It’s official: there are fewer people applying for MBAs now then there were last year. A recent Bloomberg Businessweek study’s finding mirrors those of an earlier study by GMAC: MBA applications were down at most schools this year, after several years of big increases.
Businessweek, after getting data back from the schools on their top 30 MBA programs list (which includes Chicago Booth, the University of Michigan, and Southern Methodist University/Cox, among other schools) confirmed that GMAC was correct in their conclusions that:
A skittish economy, coupled with candidates unwilling to leave their jobs, may be causing some to hold off applying to business school, GMAC noted in its latest survey of application trends. “The impact of economic uncertainty on admissions trends for full-time MBA programs may still be underway,” GMAC said in the report.
Indeed, this seems obvious: that uncertain trends in the larger economy are causing hesitation in many would-be MBA applicants, especially those who are currently employed. However, this does not explain how between 2008 and 2010, at the height of a global financial crisis, the volume of applications for MBA programs were larger than ever, and even increased during this period of radical uncertainty.
Perhaps a couple of other factors have influenced this trend. For one, the previous few years have seen absolutely explosive increases in MBA applications, across the board. According to GMAC, 80% of surveyed two-year MBA programs saw increases in 2008, and 70% of one-year programs saw increases in 2009. These phenomenal increases significantly widened the application pool for MBA programs, effectively making them more competitive. And this increased competition is quantifiable: for example, as applications increased between 2005 and 2010, the average GMAT score for admitted students at NYU Stern School of Business increased 25 points, from 694 to 719. It can be argued that larger application pools have caused schools to become more selective, and this is beginning to drive a reverse effect in that many less-qualified applicants are starting not to apply.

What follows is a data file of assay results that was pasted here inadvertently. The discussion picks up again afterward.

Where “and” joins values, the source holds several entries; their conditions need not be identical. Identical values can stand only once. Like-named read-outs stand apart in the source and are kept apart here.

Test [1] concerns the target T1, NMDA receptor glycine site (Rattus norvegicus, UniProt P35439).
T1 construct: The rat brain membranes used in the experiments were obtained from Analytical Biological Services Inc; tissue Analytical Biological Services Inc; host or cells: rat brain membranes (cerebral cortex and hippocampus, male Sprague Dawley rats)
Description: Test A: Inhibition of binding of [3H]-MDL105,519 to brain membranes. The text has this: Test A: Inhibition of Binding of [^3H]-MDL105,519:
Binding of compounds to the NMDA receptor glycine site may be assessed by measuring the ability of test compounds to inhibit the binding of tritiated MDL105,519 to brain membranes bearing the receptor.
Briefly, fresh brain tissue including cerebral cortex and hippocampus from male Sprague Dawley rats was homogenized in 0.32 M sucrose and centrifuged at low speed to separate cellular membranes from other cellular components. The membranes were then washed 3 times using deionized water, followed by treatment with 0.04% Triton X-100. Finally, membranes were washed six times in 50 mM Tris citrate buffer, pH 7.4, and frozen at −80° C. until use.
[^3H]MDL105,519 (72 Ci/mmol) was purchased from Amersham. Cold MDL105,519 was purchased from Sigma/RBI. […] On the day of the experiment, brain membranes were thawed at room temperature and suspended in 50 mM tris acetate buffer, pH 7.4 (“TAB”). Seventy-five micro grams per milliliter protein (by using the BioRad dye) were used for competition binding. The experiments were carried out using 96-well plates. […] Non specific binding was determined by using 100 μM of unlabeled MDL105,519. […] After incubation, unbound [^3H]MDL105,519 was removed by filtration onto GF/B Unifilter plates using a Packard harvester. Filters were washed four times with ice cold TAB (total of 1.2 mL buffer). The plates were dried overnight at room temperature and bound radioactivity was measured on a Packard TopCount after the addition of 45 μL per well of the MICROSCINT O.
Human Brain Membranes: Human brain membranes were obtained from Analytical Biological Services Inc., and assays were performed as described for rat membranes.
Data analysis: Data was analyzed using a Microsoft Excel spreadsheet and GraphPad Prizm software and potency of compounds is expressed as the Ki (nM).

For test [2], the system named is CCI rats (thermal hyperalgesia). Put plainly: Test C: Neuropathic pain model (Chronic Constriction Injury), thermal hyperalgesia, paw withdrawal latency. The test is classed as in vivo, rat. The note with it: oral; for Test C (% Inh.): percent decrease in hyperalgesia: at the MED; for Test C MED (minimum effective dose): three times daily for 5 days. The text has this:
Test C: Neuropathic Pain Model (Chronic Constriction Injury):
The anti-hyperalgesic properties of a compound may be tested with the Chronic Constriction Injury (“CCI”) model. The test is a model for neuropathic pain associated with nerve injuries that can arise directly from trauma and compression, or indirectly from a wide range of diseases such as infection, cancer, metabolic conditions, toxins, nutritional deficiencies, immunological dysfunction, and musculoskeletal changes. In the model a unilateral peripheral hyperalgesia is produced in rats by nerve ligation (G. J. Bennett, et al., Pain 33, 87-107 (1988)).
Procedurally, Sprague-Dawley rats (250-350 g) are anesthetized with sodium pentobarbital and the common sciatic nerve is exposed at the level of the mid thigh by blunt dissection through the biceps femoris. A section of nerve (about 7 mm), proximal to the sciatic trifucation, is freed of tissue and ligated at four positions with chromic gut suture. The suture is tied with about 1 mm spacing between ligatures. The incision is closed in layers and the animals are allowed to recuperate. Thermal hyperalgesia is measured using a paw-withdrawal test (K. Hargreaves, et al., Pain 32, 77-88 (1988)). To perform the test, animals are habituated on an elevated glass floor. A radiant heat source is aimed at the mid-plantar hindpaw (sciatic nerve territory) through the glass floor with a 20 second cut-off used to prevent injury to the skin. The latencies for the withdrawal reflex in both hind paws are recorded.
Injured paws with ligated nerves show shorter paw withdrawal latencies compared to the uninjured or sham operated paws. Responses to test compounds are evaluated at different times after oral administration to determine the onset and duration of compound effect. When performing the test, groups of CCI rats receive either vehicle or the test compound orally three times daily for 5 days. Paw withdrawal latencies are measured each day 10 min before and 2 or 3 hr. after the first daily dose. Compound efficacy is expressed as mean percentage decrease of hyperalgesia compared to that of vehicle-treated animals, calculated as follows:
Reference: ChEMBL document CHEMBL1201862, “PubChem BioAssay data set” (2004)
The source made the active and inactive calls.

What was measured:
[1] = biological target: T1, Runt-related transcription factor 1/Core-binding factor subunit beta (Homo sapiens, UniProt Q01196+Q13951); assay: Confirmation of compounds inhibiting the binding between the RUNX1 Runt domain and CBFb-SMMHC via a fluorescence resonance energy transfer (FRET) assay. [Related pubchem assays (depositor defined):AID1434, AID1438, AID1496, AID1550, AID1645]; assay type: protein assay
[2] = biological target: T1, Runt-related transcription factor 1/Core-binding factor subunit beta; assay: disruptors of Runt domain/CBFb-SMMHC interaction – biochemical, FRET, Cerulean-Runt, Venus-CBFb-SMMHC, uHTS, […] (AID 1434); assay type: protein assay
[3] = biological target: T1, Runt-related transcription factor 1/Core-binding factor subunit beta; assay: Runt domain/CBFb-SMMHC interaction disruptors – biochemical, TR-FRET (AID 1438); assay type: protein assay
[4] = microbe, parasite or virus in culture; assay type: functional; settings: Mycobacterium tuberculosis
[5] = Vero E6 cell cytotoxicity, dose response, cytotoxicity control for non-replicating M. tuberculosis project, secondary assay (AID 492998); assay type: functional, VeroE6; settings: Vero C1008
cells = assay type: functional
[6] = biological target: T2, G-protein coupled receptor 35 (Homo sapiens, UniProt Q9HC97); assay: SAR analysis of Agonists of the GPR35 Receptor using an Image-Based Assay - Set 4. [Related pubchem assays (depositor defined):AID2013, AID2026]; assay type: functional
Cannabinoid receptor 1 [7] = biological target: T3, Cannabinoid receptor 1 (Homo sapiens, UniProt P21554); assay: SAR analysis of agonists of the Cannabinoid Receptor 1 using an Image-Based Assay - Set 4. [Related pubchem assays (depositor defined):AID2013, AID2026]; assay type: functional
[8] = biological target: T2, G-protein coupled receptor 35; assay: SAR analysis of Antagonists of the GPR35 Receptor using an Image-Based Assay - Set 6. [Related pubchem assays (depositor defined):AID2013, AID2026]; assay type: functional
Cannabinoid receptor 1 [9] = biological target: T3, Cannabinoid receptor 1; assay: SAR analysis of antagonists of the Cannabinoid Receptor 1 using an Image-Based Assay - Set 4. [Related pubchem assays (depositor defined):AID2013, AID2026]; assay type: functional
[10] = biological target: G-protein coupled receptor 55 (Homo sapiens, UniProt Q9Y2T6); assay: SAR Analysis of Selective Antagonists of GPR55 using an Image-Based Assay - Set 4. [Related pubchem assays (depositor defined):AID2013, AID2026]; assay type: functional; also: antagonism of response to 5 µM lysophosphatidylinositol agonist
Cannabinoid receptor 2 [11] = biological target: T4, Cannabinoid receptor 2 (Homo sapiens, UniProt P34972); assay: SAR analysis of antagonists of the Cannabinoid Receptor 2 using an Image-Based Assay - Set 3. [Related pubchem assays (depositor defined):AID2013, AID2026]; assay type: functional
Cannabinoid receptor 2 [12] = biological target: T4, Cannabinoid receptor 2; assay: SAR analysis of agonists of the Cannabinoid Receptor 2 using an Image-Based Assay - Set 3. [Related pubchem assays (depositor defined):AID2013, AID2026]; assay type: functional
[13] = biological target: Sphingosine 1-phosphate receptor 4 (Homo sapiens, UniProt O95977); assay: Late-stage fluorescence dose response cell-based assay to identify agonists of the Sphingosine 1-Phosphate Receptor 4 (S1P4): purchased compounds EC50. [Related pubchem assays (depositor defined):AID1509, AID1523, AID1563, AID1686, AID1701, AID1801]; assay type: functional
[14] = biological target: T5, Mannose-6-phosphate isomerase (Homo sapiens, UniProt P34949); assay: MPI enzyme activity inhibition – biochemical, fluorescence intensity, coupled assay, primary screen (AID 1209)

Or, the less-qualified candidates may just be looking for career growth elsewhere. In fact, GMAC reports that as applications for MBA programs are decreasing, they’re actually increasing for other types of programs. A strong majority of surveyed Master in Management programs (69%) have received more applications this year than last; as did 83% of Master in Finance programs.
A potential upside of the decrease in MBA applications is that the high-selectivity trend will reverse. The fewer candidates a school receives, the bigger percentage they will admit to fill the class.